This Unique Canary Island Beach Will Make You Hungry For Some Popcorn

The Canary Islands (per Britannica) is an autonomous community of Spain. The islands form an archipelago located in the Atlantic Ocean about 67 miles northwest of Africa. With a population estimated at just over 2 million, the Canary Islands are home to some of the world's most beautiful natural spots for beach-goers and island lovers, with tons of hidden gems and places to explore.

Do a little research on the islands and you might come across something dubbed "Popcorn Beach." According to Canary Islands, Latitude of Life, its real name is El Hierro beach, which is in the municipality of La Oliva on the island of Fuerteventura. The quickest way to get to the beach is an hour's hike from the town of Corralejo, according to Travel + Leisure.

The beach gets its popcorn look from something called rhodoliths, which are formations of calcareous algae and white sand that create the puffy kernel-like substance on the beach, according to the Canary Islands website. Rhodoliths grow at about one millimeter a year under water, so it is expected that the coral on Popcorn Beach must've taken centuries to have its distinct appearance.

The benefits of Popcorn Beach

El Hierro beach isn't just neat for Instagram pictures and Snapchat stories; the beach also provides a huge environmental benefit to the planet. A biologist from the Ecoaqua Institute of the University of Las Palmas de Gran Canaria, Francisco Otero, told El País that the coral found on Popcorn Beach is vital for the ecosystem because it helps absorb carbon dioxide, and forms cavities in its formation that aids certain marine species when laying their eggs, keeping them away from predators (via El País). 

Absorbing carbon dioxide helps fight against climate change, given that the chemical compound is a greenhouse gas. As carbon dioxide gets produced by the use of fossil fuels, the gas gets stuck in Earth's atmosphere and retains more heat on planet Earth. Plants, like the algae on Popcorn Beach, for example, absorb carbon dioxide as part of their energy source, which helps minimize the effects of increasing greenhouse gas emissions (via the EPA).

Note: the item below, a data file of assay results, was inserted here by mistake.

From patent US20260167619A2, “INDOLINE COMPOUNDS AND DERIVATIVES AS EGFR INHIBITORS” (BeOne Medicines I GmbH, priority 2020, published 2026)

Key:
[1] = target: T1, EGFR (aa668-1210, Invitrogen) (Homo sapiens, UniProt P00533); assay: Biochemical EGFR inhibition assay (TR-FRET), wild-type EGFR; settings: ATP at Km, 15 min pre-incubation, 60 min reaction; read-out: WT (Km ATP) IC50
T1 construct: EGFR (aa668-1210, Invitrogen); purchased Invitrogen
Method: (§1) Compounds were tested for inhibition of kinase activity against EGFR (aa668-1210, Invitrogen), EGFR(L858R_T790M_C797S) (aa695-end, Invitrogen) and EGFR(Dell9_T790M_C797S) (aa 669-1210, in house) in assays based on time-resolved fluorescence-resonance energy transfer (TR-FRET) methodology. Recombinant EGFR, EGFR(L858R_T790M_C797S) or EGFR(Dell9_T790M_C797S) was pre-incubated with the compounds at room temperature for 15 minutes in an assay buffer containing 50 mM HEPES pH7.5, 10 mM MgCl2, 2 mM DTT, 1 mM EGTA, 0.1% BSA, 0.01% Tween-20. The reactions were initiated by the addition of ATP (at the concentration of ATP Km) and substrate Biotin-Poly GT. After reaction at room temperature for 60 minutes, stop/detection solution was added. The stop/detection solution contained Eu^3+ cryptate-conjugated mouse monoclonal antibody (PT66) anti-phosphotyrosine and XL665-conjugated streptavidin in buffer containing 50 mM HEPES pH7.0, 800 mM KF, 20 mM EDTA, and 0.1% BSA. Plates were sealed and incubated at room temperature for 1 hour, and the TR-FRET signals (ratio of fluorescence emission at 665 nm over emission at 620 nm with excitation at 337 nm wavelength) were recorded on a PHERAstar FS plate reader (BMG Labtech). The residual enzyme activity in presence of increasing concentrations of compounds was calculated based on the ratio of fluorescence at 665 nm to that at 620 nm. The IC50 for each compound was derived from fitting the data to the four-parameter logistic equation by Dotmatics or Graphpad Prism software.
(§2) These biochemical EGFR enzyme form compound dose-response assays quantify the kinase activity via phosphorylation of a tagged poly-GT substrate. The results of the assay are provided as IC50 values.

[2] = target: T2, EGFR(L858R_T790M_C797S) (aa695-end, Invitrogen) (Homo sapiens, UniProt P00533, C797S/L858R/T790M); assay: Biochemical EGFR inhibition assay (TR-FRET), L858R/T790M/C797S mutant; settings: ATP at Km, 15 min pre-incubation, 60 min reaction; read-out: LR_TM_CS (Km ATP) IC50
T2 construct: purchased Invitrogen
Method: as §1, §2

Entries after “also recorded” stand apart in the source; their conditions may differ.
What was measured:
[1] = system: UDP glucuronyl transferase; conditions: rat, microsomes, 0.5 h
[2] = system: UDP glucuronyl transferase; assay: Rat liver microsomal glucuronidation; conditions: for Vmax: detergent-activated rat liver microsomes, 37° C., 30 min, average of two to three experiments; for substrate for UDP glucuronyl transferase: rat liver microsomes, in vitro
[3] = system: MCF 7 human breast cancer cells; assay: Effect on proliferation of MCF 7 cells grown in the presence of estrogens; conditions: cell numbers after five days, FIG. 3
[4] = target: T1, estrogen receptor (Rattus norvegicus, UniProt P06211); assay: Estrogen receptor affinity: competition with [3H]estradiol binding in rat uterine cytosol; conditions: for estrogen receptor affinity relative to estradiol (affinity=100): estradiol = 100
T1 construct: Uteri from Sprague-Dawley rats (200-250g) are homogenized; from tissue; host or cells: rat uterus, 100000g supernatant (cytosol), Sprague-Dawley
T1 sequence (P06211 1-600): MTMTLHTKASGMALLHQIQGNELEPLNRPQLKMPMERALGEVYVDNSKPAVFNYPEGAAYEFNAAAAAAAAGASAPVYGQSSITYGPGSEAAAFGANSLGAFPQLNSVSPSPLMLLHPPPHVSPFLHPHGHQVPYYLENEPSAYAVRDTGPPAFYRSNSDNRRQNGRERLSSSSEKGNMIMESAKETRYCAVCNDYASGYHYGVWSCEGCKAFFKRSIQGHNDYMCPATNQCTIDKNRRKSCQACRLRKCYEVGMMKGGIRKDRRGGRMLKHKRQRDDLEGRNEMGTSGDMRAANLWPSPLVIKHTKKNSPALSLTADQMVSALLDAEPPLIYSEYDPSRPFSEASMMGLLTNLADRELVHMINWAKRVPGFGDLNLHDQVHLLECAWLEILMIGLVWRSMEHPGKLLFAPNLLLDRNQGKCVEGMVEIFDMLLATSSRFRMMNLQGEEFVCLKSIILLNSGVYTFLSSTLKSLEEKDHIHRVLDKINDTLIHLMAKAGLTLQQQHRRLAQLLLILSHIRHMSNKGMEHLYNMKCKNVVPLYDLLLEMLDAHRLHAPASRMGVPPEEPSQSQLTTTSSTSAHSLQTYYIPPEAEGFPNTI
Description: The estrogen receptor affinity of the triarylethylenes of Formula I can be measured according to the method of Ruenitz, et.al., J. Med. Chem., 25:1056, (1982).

Doing your part

Sadly, El Hierro beach has had a problem with tourists taking some of the popcorn-like coral as souvenirs, which not only ruins the beach for future tourists but has a negative impact on the environment as well. According to Canary Islands, it is estimated that around 22 pounds of coral are stolen from the beach every month by tourists, and now some action is being taken to protect the beach.

Back in 2019, the then-mayor of La Oliva complained that even though in the past some residents took the coral to their homes as decoration, the influx of hundreds of thousands of tourists has created a serious problem and is out of hand, according to The Sun. Now, tour guides inform tourists of the penalties and environmental impact that taking coral from the beaches can do, and visitors are strongly cautioned to treat the beach with respect, according to the Canary Islands website. If everyone does their part, then the exotic spot can be a special visit for generations to come, and help save the planet simultaneously.